A few weeks ago, I asked if you believed the current rally was here to stay. At that time, the market had been rallying since the middle of June. Some market participants were calling the June low 'the bottom.'
Time will tell if June was the bottom, but based on what has happened over the last two weeks of August, I am betting that we have not yet seen the bottom.
Let's review quickly what just occurred. The Federal Reserve's President, Jerome Powell, told the country that there would be "some pain" in the coming months. Powell also said that the Fed would "keep at it until the job is done," referring to getting inflation under control.
Powell didn't detail how severe the pain would be or how businesses and households would feel it. Still, I think it is safe to say that Powell acknowledges we are likely heading towards a recession.
The market's reaction to Powell's comments sent the S&P 500 down 9.2% since the August 16 high of 4,327. The NASDAQ is down 11%, while the Dow Jones Industrial Average is off by 8.2% since August 16.
Not only is the NASDAQ down double digits, but the exchange-traded funds that track the major indexes, The SPDR S&P 500 ETF (SPY) and the Invesco NASDAQ QQQ ETF (QQQ), are both now trading below their 50-day averages. That is in addition to them already having given up their 200-day, 100-day, and 20-day moving averages.
Furthermore, economist after economists, jumped on the 'recession is imminent', bandwagon this past week. Most of these economists have even pointed out that the Federal Reserve has miscalculated the intense inflation we are experiencing.
They were referring to when the Fed told us back in the spring that the inflation we were experiencing at that time was "transitory." The Fed was wrong about that, and it is unlikely that the Fed members want to be wrong again by underestimating the persistence of current inflationary causes.
Due to their previous missteps, many believe the Fed will not take its foot off the gas quickly enough. This makes it unlikely the economy will experience a soft landing which we have been hearing about over the past few months.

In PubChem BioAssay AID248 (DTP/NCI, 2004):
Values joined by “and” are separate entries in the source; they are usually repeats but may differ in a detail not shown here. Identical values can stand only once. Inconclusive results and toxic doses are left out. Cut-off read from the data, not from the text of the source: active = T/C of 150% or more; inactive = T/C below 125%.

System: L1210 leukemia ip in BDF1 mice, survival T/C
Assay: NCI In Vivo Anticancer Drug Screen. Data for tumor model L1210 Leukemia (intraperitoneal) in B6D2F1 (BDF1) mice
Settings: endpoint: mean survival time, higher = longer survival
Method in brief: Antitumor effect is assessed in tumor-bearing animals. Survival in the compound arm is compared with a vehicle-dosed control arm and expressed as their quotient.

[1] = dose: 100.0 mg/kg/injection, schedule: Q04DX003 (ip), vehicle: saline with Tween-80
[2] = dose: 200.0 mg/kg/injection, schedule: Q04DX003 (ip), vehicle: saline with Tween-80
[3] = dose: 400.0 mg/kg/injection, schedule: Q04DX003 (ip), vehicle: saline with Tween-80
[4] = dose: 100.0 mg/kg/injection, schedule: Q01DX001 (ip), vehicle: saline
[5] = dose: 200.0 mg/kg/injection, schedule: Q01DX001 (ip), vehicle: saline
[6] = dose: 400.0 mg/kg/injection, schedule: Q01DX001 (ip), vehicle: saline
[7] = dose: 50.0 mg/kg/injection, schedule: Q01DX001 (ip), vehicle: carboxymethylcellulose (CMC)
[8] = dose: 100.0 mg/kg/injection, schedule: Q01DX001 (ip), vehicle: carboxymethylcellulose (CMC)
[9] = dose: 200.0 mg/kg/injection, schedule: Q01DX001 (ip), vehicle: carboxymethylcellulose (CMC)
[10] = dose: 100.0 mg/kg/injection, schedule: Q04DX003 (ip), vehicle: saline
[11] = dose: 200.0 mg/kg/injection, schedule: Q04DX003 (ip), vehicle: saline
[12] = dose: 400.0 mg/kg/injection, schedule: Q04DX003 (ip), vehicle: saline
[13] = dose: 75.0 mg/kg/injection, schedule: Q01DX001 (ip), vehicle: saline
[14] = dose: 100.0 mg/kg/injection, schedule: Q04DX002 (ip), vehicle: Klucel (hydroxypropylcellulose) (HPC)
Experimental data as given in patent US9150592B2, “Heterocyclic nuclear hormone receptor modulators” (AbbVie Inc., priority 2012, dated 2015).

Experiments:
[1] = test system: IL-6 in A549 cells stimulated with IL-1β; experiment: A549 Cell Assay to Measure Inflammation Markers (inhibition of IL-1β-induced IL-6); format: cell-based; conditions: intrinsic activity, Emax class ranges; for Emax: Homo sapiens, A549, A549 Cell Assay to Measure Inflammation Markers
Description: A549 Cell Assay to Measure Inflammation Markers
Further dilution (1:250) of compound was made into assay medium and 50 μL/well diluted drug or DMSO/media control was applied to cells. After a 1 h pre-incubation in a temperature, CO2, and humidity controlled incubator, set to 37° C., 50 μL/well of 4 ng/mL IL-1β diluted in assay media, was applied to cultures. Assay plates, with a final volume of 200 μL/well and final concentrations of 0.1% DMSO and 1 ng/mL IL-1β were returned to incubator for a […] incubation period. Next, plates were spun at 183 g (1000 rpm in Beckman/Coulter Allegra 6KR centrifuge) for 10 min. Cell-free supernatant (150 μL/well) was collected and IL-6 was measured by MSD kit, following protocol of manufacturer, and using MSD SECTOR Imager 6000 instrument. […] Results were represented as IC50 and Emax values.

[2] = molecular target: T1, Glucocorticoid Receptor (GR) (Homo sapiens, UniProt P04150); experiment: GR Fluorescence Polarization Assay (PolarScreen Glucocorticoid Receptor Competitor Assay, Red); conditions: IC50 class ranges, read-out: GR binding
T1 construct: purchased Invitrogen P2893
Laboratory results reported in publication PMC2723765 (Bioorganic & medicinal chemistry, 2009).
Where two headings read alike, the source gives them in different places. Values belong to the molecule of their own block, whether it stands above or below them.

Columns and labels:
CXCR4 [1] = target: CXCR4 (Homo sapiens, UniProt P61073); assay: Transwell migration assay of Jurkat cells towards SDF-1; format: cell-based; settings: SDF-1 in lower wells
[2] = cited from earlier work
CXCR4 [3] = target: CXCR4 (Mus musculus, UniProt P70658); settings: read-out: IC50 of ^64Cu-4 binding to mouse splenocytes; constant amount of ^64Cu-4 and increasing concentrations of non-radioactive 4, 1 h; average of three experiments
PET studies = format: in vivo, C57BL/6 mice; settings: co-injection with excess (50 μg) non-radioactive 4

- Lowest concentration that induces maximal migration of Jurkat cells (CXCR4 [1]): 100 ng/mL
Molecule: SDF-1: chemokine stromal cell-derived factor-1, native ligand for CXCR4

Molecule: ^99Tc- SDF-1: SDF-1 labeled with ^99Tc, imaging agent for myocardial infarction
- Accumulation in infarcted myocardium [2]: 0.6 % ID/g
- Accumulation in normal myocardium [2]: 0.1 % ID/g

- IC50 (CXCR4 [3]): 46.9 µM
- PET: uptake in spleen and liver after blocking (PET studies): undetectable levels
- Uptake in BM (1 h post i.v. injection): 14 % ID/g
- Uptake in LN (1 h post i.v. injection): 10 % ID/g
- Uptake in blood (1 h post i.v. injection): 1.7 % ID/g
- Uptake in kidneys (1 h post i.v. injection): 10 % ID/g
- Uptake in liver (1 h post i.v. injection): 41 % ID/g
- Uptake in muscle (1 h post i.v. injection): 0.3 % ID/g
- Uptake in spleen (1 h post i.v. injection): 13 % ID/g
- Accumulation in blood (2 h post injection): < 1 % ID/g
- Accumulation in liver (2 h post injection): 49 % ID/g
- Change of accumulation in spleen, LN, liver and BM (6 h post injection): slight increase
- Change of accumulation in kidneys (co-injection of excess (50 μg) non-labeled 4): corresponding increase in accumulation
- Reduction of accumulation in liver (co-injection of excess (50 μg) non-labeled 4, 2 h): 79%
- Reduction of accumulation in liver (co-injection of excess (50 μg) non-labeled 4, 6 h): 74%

And if you don't know the opposite of a 'soft landing' in economics, it's a recession.
I believe now is the time to start preparing your portfolio for a long-term move lower. There are a few ways you can do that. The first and most straightforward way is to sell everything you own and get cash. If the market tanks another 10-20%, you will not have to worry. You are in cash.
I am not a huge fan of that strategy since history has proven that it is unlikely you will get back into the market in a meaningful way to take advantage of the rebound, whenever that may occur.
What I propose you do, is hedge your portfolio against a downturn. Don't sell anything you own, but buy some exchange-traded funds that will allow you to profit from a falling market. I detailed several ETFs that you can use to do this a few weeks ago. These products will all increase in value as the markets decline. Therefore if you own one or more of them while the rest of your portfolio is decreasing in value, these ETFs will be gaining value.
I suggest that investors have somewhere between 10-25% of their portfolio hedged when it appears we are heading towards a recession. This hedge will allow you to sleep a little better at night.
It will give you the peace of mind that while your portfolio is losing money, it is not as bad as it could be if you didn't have the hedge. It will also give you the confidence to hold your long-term positions, especially if things get ugly because we all know that selling during those tough times is always the worst time to sell.
As I mentioned, now is the time to start building your hedging position. Start small and slow, but at a minimum, consider what you want to buy and how large of a position you want. The market has not yet completely cracked, so you still have time to put the hedge on.
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Disclosure: This contributor did not hold a position in any investment mentioned above at the time this blog post was published. This article is the opinion of the contributor themselves. The above is a matter of opinion provided for general information purposes only and is not intended as investment advice. This contributor is not receiving compensation (other than from INO.com) for their opinion.